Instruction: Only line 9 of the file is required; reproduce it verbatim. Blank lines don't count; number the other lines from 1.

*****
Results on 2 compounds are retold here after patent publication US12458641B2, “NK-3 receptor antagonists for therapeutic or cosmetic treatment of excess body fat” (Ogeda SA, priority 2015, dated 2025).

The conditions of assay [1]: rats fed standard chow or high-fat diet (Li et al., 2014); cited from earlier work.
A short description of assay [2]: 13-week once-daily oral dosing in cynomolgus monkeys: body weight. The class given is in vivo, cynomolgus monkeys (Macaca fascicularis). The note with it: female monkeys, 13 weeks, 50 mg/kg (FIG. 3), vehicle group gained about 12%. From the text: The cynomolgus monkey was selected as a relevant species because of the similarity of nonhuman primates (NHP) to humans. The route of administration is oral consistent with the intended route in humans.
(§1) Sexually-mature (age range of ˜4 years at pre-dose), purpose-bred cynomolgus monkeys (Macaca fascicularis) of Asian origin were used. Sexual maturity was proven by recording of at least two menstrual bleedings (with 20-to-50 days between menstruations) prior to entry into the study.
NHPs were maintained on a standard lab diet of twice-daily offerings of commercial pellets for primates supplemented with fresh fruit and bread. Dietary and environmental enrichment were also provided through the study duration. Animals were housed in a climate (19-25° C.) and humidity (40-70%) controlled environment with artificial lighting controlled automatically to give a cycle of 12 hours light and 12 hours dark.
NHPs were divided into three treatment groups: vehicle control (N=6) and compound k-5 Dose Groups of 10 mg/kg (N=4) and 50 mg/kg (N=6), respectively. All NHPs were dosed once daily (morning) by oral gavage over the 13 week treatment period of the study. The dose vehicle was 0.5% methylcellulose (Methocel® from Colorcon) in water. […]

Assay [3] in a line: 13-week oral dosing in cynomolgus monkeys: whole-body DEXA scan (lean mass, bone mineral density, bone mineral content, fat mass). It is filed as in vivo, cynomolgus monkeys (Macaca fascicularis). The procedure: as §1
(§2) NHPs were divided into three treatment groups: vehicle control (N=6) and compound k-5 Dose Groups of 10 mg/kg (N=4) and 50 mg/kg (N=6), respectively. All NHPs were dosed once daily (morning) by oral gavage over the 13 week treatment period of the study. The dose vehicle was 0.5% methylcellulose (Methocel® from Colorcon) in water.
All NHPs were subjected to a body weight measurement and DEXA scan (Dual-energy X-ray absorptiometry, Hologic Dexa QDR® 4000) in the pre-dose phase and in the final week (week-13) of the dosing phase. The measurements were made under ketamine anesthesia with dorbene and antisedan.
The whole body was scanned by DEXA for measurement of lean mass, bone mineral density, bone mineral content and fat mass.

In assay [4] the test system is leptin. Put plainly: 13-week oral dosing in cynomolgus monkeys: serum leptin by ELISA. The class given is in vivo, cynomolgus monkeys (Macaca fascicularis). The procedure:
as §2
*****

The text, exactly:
All NHPs were subjected to a body weight measurement and DEXA scan (Dual-energy X-ray absorptiometry, Hologic Dexa QDR® 4000) in the pre-dose phase and in the final week (week-13) of the dosing phase. The measurements were made under ketamine anesthesia with dorbene and antisedan.